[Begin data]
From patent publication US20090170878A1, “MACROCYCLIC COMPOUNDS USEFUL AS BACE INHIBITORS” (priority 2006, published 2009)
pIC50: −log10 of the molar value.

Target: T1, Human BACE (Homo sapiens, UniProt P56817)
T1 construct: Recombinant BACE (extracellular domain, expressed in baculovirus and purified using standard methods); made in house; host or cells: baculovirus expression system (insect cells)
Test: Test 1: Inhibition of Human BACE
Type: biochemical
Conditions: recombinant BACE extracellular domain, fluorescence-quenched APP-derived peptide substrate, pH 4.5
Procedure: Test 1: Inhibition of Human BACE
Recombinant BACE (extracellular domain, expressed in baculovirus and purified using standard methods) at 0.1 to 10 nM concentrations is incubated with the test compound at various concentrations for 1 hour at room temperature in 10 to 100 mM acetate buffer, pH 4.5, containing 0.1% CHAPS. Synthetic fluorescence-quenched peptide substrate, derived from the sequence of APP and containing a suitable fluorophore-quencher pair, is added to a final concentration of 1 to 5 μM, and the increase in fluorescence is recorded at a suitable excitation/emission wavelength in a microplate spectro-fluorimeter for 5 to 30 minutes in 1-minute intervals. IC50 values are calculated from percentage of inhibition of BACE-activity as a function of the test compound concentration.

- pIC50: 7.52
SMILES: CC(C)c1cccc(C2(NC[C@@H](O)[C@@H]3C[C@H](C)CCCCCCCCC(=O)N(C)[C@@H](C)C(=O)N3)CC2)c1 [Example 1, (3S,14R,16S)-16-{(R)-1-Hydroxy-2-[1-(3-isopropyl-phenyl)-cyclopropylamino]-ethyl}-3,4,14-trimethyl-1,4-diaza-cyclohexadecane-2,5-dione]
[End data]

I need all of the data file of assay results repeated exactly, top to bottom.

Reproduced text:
From patent publication US20090170878A1, “MACROCYCLIC COMPOUNDS USEFUL AS BACE INHIBITORS” (priority 2006, published 2009)
pIC50: −log10 of the molar value.

Target: T1, Human BACE (Homo sapiens, UniProt P56817)
T1 construct: Recombinant BACE (extracellular domain, expressed in baculovirus and purified using standard methods); made in house; host or cells: baculovirus expression system (insect cells)
Test: Test 1: Inhibition of Human BACE
Type: biochemical
Conditions: recombinant BACE extracellular domain, fluorescence-quenched APP-derived peptide substrate, pH 4.5
Procedure: Test 1: Inhibition of Human BACE
Recombinant BACE (extracellular domain, expressed in baculovirus and purified using standard methods) at 0.1 to 10 nM concentrations is incubated with the test compound at various concentrations for 1 hour at room temperature in 10 to 100 mM acetate buffer, pH 4.5, containing 0.1% CHAPS. Synthetic fluorescence-quenched peptide substrate, derived from the sequence of APP and containing a suitable fluorophore-quencher pair, is added to a final concentration of 1 to 5 μM, and the increase in fluorescence is recorded at a suitable excitation/emission wavelength in a microplate spectro-fluorimeter for 5 to 30 minutes in 1-minute intervals. IC50 values are calculated from percentage of inhibition of BACE-activity as a function of the test compound concentration.

- pIC50: 7.52
SMILES: CC(C)c1cccc(C2(NC[C@@H](O)[C@@H]3C[C@H](C)CCCCCCCCC(=O)N(C)[C@@H](C)C(=O)N3)CC2)c1 [Example 1, (3S,14R,16S)-16-{(R)-1-Hydroxy-2-[1-(3-isopropyl-phenyl)-cyclopropylamino]-ethyl}-3,4,14-trimethyl-1,4-diaza-cyclohexadecane-2,5-dione]